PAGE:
Tangent Planes to Level Surfaces

# Tangent Planes to Level Surfaces

We have already looked at computing tangent planes to surfaces described by a two variable function $z = f(x, y)$ on the Finding a Tangent Plane on a Surface page. This method is convenient when the variable $z$ is isolated from the variables $x$ and $y$ as we can apply the following formula to obtain the tangent plane at a point $P(x_0, y_0, z_0)$:

(1)
\begin{align} \quad z - z_0 = f_x (x_0, y_0) (x - x_0) + f_y (x_0, y_0) (y - y_0) \quad \mathrm{or} \quad z - z_0 = \frac{\partial}{\partial x} f(x_0, y_0) (x - x_0) + \frac{\partial}{\partial y} f(x_0, y_0) (y - y_0) \end{align}

If $z$ is not isolated from the variables $x$ and $y$, then finding the tangent plane at a point can be messy with this method, so instead, we will view these surfaces as "level surfaces" to a three variable function.

Let $w = f(x, y, z)$ be a three variable real-valued function, and consider the equation $f(x, y, z) = k$ where $k \in \mathbb{R}^2$. The equation $f(x, y, z) = k$ represents a level surface corresponding to the real number $k$ (this is analogous to obtaining level curves for functions of two variables).

Let $P(x_0, y_0, z_0)$ be a point on this level surface, and let $C$ be any curve that passes through $P$ and that is on the surface $S$. This curve $C$ can be parameterized as a vector-valued function $\vec{r}(t) = (x(t), y(t), z(t))$. Let $P$ correspond to $t_0$, that is $\vec{r}(t_0) = (x_0, y_0, z_0)$.

Now since the curve $C$ is on the surface $S$, we must have that $f(x(t), y(t), z(t)) = k$ for any defined $t$ for the curve $C$. Suppose that $x = x(t)$, $y = y(t)$, and $z = z(t)$ are differentiable functions. If we apply the chain rule to both sides of the equation $f(x(t), y(t), z(t)) = k$ we get that:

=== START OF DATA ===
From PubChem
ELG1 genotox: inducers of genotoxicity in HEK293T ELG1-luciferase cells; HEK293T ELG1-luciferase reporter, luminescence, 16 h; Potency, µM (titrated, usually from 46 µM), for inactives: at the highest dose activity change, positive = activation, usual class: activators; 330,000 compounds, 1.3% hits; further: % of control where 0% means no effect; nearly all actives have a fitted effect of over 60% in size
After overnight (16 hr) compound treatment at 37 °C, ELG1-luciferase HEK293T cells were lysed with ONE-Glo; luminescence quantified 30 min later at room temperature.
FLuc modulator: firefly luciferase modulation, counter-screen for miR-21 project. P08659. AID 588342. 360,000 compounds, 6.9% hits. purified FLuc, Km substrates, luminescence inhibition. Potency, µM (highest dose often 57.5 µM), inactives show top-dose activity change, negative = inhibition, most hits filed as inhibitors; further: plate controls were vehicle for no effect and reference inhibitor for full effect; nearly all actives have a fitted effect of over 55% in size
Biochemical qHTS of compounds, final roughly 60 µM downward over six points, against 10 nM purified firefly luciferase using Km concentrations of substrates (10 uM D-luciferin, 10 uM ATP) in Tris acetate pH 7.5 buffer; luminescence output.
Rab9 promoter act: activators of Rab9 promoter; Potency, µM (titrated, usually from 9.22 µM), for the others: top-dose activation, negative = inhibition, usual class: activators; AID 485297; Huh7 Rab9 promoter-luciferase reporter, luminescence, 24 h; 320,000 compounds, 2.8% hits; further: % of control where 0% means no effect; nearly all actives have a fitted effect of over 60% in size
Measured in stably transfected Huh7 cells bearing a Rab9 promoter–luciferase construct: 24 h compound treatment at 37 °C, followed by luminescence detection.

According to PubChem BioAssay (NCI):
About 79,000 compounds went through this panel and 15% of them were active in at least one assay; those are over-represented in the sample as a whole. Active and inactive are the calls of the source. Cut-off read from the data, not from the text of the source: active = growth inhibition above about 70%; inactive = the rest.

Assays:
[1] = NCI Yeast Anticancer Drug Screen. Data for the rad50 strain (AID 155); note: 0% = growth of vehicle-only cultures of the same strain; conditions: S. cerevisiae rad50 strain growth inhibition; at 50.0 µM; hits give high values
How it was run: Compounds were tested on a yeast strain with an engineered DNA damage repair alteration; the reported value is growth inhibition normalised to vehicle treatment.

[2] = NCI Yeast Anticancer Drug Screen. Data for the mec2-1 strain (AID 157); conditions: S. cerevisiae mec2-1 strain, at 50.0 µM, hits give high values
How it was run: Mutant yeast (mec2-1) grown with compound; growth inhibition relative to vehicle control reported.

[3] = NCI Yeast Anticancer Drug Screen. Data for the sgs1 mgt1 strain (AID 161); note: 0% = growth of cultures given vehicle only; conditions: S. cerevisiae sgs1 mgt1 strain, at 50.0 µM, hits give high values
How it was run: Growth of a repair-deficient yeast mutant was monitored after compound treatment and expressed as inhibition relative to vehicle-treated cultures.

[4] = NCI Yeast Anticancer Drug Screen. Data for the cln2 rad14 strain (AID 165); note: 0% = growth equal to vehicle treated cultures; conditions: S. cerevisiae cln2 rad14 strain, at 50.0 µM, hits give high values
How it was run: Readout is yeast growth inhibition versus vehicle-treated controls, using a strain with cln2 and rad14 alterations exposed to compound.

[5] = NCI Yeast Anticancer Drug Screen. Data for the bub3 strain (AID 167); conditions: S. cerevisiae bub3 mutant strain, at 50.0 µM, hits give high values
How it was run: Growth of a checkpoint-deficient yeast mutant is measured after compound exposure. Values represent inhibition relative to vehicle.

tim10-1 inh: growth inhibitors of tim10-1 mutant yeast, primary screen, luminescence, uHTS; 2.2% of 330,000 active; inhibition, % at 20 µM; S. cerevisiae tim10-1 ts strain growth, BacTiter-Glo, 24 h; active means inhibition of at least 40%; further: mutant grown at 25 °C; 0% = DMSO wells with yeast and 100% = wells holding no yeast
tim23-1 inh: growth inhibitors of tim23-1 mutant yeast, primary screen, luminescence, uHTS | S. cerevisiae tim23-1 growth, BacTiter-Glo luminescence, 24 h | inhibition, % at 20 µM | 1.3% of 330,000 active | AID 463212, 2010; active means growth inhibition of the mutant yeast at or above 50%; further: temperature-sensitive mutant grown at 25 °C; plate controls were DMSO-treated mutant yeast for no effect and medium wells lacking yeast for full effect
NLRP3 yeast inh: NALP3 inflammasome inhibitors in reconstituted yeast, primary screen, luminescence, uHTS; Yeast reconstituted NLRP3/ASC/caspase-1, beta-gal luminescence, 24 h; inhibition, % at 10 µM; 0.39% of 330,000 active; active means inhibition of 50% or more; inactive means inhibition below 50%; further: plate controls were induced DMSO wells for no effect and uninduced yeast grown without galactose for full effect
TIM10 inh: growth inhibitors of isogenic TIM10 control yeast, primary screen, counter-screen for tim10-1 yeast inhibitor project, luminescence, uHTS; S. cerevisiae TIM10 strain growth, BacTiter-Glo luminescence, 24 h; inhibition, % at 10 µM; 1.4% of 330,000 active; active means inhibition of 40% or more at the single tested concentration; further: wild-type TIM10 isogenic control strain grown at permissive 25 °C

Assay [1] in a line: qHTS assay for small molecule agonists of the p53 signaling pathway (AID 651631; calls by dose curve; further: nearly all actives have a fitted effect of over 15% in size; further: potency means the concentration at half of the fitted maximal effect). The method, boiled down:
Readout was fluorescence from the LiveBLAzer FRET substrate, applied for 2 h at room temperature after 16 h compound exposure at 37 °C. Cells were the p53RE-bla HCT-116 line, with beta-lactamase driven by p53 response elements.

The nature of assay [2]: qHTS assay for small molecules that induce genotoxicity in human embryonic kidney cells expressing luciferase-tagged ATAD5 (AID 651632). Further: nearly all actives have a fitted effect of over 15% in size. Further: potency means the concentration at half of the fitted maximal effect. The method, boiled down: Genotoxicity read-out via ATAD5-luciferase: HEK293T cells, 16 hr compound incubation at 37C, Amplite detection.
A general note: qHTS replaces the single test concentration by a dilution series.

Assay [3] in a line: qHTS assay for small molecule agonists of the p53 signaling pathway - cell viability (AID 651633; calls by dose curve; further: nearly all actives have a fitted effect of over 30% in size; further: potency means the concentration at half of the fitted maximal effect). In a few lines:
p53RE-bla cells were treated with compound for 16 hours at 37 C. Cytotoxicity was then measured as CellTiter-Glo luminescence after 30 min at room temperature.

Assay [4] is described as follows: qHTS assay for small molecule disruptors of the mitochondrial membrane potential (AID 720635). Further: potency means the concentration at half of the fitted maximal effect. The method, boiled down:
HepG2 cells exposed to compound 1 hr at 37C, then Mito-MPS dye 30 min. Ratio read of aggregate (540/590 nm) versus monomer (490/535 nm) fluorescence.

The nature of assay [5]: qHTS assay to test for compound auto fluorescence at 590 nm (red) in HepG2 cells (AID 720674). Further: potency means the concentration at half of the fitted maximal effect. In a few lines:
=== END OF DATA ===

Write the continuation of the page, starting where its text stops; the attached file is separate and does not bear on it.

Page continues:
(2)
\begin{align} \quad \frac{\partial w}{\partial x} \frac{dx}{dt} + \frac{\partial w}{\partial y} \frac{dy}{dt} + \frac{\partial w}{\partial z} \frac{dz}{dt} = 0 \\ \quad \left ( \frac{\partial w}{\partial x}, \frac{\partial w}{\partial y}, \frac{\partial w}{\partial z} \right ) \cdot \left (\frac{dx}{dt}, \frac{dy}{dt}, \frac{dz}{dt} \right ) = 0 \\ \quad \nabla f(x, y, z) \cdot \vec{r'}(t) = 0 \end{align}

Therefore, the gradient vector $\nabla f(x, y, z)$ and the derivative (tangent) vector $\vec{r}(t)$ are perpendicular since their dot product is equal to $0$. Therefore, at any $t_0$, we have that:

(3)
\begin{align} \quad \nabla f(x_0, y_0, z_0) \cdot \vec{r'}(t_0) = 0 \end{align}

Since $\nabla f(x_0, y_0, z_0)$ is perpendicular to the tangent vector at point $P$ (corresponding to $t_0$) and passes through the point $P(x_0, y_0, z_0)$, then we can obtain the equation of the tangent plane at $P$ as:

(4)
\begin{align} \quad \quad \nabla f(x_0, y_0, z_0) \cdot (x - x_0, y - y_0, z - z_0) = 0 \\ \quad \quad \left ( \frac{\partial}{\partial x} f(x_0, y_0, z_0), \frac{\partial}{\partial y} f(x_0, y_0, z_0), \frac{\partial}{\partial z} f(x_0, y_0, z_0) \right ) \cdot (x - x_0, y - y_0, z - z_0) = 0 \\ \quad \quad \frac{\partial}{\partial x} f(x_0, y_0, z_0) (x - x_0) + \frac{\partial}{\partial y} f(x_0, y_0, z_0) (y - y_0) + \frac{\partial}{\partial z} f(x_0, y_0, z_0) (z - z_0) = 0 \end{align}

## Example 1

Find the equation of the tangent plane to the sphere $x^2 + y^2 + z^2 = 16$ at $(1, 2, \sqrt{11})$.

We note that the sphere $x^2 + y^2 + z^2 = 16$ is the level surface of the function $w = f(x,y,z) = x^2 + y^2 + z^2$ when $k = 3$.

The partial derivatives of $f$ are $\frac{\partial w}{\partial x} = 2x$, $\frac{\partial w}{\partial y} = 2y$, and $\frac{\partial w}{\partial z} = 2z$. Therefore we have that $\frac{\partial}{\partial x} f(1, 2, \sqrt{11}) = 2$, $\frac{\partial}{\partial y} f(1, 2, \sqrt{11}) = 4$, and $\frac{\partial}{\partial z} f(1, 2, \sqrt{11}) = 2 \sqrt{11}$. Applying these values to the formula above and we get that the equation of the tangent plane is:

(5)
\begin{align} \quad 2(x - 1) + 4(y - 2) + 2 \sqrt{11}(z - \sqrt{11}) = 0 \end{align}